Expanding your financial education efforts beyond the classroom walls and drawing relevant parallels from life, including pop culture, may help the lessons sink in.
"So many of the financial education courses focus so much on the theory and academia of it that kids just shut down," said Shay Olivarria, a credit union board member, speaker and author of 10 Things College Students Need to Know About Money-Small Changes Make a Big Difference.
"Instead of telling them about a bunch of terms, present the information from where they are at. Otherwise they'll just tune you out because they're thinking, 'You have no idea of the life I lead,' and that doesn't make them want to save."
She added that sometimes a simple play on words can make all the difference. For example, instead of emphasizing the importance of savings, she suggested letting students know they can get what they want by using personal finance. Another word to rethink is "budget." Olivarria prefers "spending plan."
"In my experience when you say 'budget,' it's one of those words like 'diet' that is dry, boring, stodgy and brings to mind something you know you should do, but a week later you're still just talking about it," said Olivarria. "Everyone's needs are different and there are some people who would rather have a new pair of boots rather than food. And at the end of the day we need to understand their everyday experience and develop a customized spending plan that works around that."
She said too many are quick to shun popular culture, but inspiration to do more with your personal finances can come from anywhere.
It certainly proved true for Horizon Credit Union Relationship Management Officer Josh Allison, who got the idea for financial field trips during his 90-minute commute to teach a financial literacy class at Moses Lake High School.
"As a result of a merger, we had a branch that was about 300 feet from the school, so we formed a partnership with the school," said Allison. "We had fun in the classroom and the students were really engaged. But as I was driving the 90 minutes back to our main office, I realized that all the trust we'd created through financial education left with me. I realized it was important to involve the branch because if the purpose of financial education is to build trust and deepen relationships, it can't start and end with one person in the classroom."
He said a financial field trip program has allowed the Spokane Valley, Wash.-based credit union to transfer the trust of the youth educator to the branch staff while bringing students out of the classroom into a hands-on learning laboratory: its branches.
"Students are building direct relationships with the people and place where they would need to go for future loan and membership questions," said Allison. "We're able to break down the intimidation factor that a financial institution presents, and they are so comfortable with the branch staff that often they just stop by to say hi or check their account."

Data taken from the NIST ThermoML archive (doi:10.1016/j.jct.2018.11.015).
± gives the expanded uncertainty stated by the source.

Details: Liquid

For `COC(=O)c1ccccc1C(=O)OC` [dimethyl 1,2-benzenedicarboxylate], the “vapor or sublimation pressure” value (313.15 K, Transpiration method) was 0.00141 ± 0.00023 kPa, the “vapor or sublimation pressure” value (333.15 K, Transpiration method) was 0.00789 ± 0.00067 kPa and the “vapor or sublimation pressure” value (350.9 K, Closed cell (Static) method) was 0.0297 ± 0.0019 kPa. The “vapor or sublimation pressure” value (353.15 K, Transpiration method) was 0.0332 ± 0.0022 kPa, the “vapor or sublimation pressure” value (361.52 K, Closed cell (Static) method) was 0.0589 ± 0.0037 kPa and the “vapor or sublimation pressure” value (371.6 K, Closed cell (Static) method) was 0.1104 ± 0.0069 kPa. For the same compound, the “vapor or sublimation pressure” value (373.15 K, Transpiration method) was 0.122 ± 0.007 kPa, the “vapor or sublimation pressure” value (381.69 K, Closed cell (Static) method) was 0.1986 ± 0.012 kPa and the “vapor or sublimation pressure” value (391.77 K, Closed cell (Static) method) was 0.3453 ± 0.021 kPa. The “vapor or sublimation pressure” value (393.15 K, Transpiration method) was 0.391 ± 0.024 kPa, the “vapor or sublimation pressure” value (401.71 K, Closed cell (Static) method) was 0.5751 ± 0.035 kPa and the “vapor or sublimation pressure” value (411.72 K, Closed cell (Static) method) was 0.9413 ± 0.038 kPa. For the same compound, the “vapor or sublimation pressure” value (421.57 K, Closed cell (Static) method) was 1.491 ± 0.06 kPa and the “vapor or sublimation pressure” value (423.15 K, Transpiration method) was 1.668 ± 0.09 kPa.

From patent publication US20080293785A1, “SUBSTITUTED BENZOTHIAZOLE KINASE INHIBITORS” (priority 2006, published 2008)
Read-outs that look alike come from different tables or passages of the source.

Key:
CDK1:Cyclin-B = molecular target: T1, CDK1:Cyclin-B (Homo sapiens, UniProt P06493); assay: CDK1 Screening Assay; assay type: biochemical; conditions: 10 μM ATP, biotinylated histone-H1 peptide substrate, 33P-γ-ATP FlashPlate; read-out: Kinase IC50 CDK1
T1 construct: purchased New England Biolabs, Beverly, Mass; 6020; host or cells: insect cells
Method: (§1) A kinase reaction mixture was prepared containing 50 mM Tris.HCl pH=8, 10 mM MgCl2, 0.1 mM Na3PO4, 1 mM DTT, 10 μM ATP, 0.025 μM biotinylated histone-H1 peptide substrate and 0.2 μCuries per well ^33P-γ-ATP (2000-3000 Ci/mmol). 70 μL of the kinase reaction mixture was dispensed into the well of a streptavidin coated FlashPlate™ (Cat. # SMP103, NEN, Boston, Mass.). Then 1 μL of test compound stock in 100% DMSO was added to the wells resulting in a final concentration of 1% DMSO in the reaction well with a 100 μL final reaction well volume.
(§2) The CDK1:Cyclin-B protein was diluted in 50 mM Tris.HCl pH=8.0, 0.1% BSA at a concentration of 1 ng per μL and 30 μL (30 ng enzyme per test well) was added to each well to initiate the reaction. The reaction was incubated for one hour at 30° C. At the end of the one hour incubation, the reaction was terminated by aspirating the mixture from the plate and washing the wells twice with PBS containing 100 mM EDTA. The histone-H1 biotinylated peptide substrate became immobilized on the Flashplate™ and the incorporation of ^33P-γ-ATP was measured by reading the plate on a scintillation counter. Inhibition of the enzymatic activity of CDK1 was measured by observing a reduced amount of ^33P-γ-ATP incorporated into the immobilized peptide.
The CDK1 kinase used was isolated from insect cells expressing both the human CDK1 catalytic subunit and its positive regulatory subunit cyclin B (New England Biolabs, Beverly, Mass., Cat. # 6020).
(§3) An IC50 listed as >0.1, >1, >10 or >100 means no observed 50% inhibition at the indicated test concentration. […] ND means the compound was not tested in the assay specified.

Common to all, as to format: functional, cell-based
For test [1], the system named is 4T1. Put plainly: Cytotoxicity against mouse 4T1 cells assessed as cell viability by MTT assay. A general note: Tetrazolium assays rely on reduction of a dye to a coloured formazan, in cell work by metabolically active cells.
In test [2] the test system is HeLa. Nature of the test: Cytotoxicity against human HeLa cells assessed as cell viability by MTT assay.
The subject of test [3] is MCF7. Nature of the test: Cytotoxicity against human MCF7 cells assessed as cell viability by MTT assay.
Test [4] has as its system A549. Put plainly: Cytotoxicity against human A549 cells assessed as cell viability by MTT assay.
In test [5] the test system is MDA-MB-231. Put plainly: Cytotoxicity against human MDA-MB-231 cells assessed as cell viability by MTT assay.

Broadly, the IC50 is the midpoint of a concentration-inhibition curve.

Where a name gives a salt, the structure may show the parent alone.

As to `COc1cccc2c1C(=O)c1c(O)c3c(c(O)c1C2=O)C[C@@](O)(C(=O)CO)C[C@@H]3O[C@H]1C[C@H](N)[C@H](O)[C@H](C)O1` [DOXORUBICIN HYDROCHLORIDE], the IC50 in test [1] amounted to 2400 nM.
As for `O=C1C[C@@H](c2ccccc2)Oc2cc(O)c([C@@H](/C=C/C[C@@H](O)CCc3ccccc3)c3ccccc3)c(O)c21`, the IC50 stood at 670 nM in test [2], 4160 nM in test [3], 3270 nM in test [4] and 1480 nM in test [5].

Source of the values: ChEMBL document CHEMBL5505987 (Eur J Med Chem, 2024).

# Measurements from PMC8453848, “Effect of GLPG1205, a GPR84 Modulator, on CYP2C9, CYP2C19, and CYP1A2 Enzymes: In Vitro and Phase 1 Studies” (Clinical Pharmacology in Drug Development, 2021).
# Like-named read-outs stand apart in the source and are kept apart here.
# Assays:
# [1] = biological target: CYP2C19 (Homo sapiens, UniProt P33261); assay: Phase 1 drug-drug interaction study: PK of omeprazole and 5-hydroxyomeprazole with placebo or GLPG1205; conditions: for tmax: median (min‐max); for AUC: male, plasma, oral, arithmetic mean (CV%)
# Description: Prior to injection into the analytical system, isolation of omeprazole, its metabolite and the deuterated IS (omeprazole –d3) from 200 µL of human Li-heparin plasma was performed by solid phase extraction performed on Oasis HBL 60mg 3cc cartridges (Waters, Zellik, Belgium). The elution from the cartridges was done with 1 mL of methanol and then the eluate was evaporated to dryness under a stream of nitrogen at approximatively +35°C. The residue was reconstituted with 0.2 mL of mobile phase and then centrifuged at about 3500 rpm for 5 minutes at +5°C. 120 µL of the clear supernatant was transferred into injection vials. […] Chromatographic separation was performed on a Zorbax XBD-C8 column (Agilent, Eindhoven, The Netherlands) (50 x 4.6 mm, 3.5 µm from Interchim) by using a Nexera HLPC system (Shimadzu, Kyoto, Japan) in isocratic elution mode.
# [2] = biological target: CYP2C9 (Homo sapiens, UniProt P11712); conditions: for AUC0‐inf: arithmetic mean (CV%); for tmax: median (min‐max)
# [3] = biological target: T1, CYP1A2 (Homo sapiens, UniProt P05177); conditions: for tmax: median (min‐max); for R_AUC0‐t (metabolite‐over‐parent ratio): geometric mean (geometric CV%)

Horizon CU offers a total of four field trips during the semester. Students are assigned scavenger hunt questions and rotate in small groups to each of the branch staff to find the answers. The student scavenger hunt assignments cover topics discussed in class, ranging from the difference between a credit union and bank to the five categories that make up a credit score. More than just becoming familiar with terminology, the students also go through practical experiences such as a mock loan process based on two different credit scores or calling area banks and credit unions including Horizon CU to rank them based on fees, products and services and credit card rates.
"They get to experience it themselves as they call around from the branch, and we tell them to test us as well. And every time the credit union came in with better rates, less fees and the students are asking us why wouldn't someone join a credit union," said Allison. "That they come to that conclusion on their own means much more than us telling them."
He said adding the field trip component has helped significantly deepen the students' learning experience. In fact, by the end of one semester students' average concept familiarity increased from 44% to 77%. There was also a jump from 38% to 80% in the category of monitoring and modifying a personal finance plan and 38% to 81% in using the decision-making process to create a financial plan category.
Olivarria added that incorporating personal gain and enterprise into financial education goes a long way in making a real connection that can be built on.
"Money is very personal, so you've got to create a sense of community. Take five minutes and have everyone share one thing about themselves you couldn't tell by looking at them," said Olivarria. "Students get lectured at all day, so do something unexpected like taking something going on in pop culture and relating it back to everyday life. If you can tie the reality of their personal finance back to say Twilight or Lebron James' decision to go sign with the Miami Heat, it's exciting and touches them where it matters. If you want them to see and apply the value in the lesson it has to be presented in a way that is accessible."